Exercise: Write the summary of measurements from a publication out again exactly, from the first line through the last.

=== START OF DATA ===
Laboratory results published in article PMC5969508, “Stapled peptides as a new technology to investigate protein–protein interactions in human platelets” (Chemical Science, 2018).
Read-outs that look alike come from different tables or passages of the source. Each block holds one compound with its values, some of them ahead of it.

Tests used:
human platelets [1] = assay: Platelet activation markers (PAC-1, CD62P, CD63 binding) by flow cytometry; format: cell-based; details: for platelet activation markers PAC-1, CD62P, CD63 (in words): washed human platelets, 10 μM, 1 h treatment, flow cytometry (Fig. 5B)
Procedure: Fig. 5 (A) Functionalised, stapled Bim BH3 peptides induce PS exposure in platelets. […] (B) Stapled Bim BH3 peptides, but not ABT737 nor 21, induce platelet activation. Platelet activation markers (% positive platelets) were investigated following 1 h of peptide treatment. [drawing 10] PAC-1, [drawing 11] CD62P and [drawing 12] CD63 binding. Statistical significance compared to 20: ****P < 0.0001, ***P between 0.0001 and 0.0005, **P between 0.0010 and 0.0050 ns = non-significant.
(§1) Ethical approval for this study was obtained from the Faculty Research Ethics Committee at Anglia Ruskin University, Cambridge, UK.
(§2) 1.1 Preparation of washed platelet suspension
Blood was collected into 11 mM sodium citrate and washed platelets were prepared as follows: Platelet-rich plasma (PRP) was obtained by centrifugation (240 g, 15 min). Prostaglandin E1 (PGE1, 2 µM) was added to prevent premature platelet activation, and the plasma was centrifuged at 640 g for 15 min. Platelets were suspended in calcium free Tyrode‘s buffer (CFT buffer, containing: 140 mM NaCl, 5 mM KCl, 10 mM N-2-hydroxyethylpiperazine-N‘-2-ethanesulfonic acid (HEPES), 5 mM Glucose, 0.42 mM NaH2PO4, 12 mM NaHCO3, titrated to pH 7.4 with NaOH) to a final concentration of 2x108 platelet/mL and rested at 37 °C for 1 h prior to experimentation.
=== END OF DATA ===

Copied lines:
Laboratory results published in article PMC5969508, “Stapled peptides as a new technology to investigate protein–protein interactions in human platelets” (Chemical Science, 2018).
Read-outs that look alike come from different tables or passages of the source. Each block holds one compound with its values, some of them ahead of it.

Tests used:
human platelets [1] = assay: Platelet activation markers (PAC-1, CD62P, CD63 binding) by flow cytometry; format: cell-based; details: for platelet activation markers PAC-1, CD62P, CD63 (in words): washed human platelets, 10 μM, 1 h treatment, flow cytometry (Fig. 5B)
Procedure: Fig. 5 (A) Functionalised, stapled Bim BH3 peptides induce PS exposure in platelets. […] (B) Stapled Bim BH3 peptides, but not ABT737 nor 21, induce platelet activation. Platelet activation markers (% positive platelets) were investigated following 1 h of peptide treatment. [drawing 10] PAC-1, [drawing 11] CD62P and [drawing 12] CD63 binding. Statistical significance compared to 20: ****P < 0.0001, ***P between 0.0001 and 0.0005, **P between 0.0010 and 0.0050 ns = non-significant.
(§1) Ethical approval for this study was obtained from the Faculty Research Ethics Committee at Anglia Ruskin University, Cambridge, UK.
(§2) 1.1 Preparation of washed platelet suspension
Blood was collected into 11 mM sodium citrate and washed platelets were prepared as follows: Platelet-rich plasma (PRP) was obtained by centrifugation (240 g, 15 min). Prostaglandin E1 (PGE1, 2 µM) was added to prevent premature platelet activation, and the plasma was centrifuged at 640 g for 15 min. Platelets were suspended in calcium free Tyrode‘s buffer (CFT buffer, containing: 140 mM NaCl, 5 mM KCl, 10 mM N-2-hydroxyethylpiperazine-N‘-2-ethanesulfonic acid (HEPES), 5 mM Glucose, 0.42 mM NaH2PO4, 12 mM NaHCO3, titrated to pH 7.4 with NaOH) to a final concentration of 2x108 platelet/mL and rested at 37 °C for 1 h prior to experimentation.